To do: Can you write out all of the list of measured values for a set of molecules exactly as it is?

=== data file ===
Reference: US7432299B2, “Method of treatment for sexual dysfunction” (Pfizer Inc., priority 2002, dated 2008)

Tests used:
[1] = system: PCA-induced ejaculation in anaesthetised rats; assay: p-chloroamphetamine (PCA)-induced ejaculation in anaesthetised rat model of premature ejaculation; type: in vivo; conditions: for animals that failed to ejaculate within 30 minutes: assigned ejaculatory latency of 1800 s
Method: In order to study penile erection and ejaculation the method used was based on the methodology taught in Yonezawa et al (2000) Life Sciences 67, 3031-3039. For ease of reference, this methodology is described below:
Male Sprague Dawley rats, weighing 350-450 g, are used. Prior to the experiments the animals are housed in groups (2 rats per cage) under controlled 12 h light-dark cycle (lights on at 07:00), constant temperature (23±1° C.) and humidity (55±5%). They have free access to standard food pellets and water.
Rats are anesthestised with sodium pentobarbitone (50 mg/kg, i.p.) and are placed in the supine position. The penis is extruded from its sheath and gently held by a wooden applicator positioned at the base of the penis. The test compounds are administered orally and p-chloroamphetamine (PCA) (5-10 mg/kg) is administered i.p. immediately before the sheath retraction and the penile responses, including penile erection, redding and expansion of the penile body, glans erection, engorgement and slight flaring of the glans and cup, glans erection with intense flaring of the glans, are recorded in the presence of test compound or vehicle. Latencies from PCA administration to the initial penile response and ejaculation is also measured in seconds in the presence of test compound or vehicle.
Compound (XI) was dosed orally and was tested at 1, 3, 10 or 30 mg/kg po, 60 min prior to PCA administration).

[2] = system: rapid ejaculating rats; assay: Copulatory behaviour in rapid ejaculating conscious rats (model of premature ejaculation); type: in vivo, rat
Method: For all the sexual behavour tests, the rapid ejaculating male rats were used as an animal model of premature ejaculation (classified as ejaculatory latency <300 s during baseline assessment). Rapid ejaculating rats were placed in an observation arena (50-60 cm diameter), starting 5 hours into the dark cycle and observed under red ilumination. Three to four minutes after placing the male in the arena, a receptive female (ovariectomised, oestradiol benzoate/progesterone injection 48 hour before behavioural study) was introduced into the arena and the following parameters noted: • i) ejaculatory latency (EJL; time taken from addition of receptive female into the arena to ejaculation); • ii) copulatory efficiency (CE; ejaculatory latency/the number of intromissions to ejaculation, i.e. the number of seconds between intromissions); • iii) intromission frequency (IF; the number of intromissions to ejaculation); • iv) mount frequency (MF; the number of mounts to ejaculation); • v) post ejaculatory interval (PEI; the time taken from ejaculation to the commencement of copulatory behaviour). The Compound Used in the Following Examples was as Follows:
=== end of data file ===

Reference: US7432299B2, “Method of treatment for sexual dysfunction” (Pfizer Inc., priority 2002, dated 2008)

Tests used:
[1] = system: PCA-induced ejaculation in anaesthetised rats; assay: p-chloroamphetamine (PCA)-induced ejaculation in anaesthetised rat model of premature ejaculation; type: in vivo; conditions: for animals that failed to ejaculate within 30 minutes: assigned ejaculatory latency of 1800 s
Method: In order to study penile erection and ejaculation the method used was based on the methodology taught in Yonezawa et al (2000) Life Sciences 67, 3031-3039. For ease of reference, this methodology is described below:
Male Sprague Dawley rats, weighing 350-450 g, are used. Prior to the experiments the animals are housed in groups (2 rats per cage) under controlled 12 h light-dark cycle (lights on at 07:00), constant temperature (23±1° C.) and humidity (55±5%). They have free access to standard food pellets and water.
Rats are anesthestised with sodium pentobarbitone (50 mg/kg, i.p.) and are placed in the supine position. The penis is extruded from its sheath and gently held by a wooden applicator positioned at the base of the penis. The test compounds are administered orally and p-chloroamphetamine (PCA) (5-10 mg/kg) is administered i.p. immediately before the sheath retraction and the penile responses, including penile erection, redding and expansion of the penile body, glans erection, engorgement and slight flaring of the glans and cup, glans erection with intense flaring of the glans, are recorded in the presence of test compound or vehicle. Latencies from PCA administration to the initial penile response and ejaculation is also measured in seconds in the presence of test compound or vehicle.
Compound (XI) was dosed orally and was tested at 1, 3, 10 or 30 mg/kg po, 60 min prior to PCA administration).

[2] = system: rapid ejaculating rats; assay: Copulatory behaviour in rapid ejaculating conscious rats (model of premature ejaculation); type: in vivo, rat
Method: For all the sexual behavour tests, the rapid ejaculating male rats were used as an animal model of premature ejaculation (classified as ejaculatory latency <300 s during baseline assessment). Rapid ejaculating rats were placed in an observation arena (50-60 cm diameter), starting 5 hours into the dark cycle and observed under red ilumination. Three to four minutes after placing the male in the arena, a receptive female (ovariectomised, oestradiol benzoate/progesterone injection 48 hour before behavioural study) was introduced into the arena and the following parameters noted: • i) ejaculatory latency (EJL; time taken from addition of receptive female into the arena to ejaculation); • ii) copulatory efficiency (CE; ejaculatory latency/the number of intromissions to ejaculation, i.e. the number of seconds between intromissions); • iii) intromission frequency (IF; the number of intromissions to ejaculation); • iv) mount frequency (MF; the number of mounts to ejaculation); • v) post ejaculatory interval (PEI; the time taken from ejaculation to the commencement of copulatory behaviour). The Compound Used in the Following Examples was as Follows: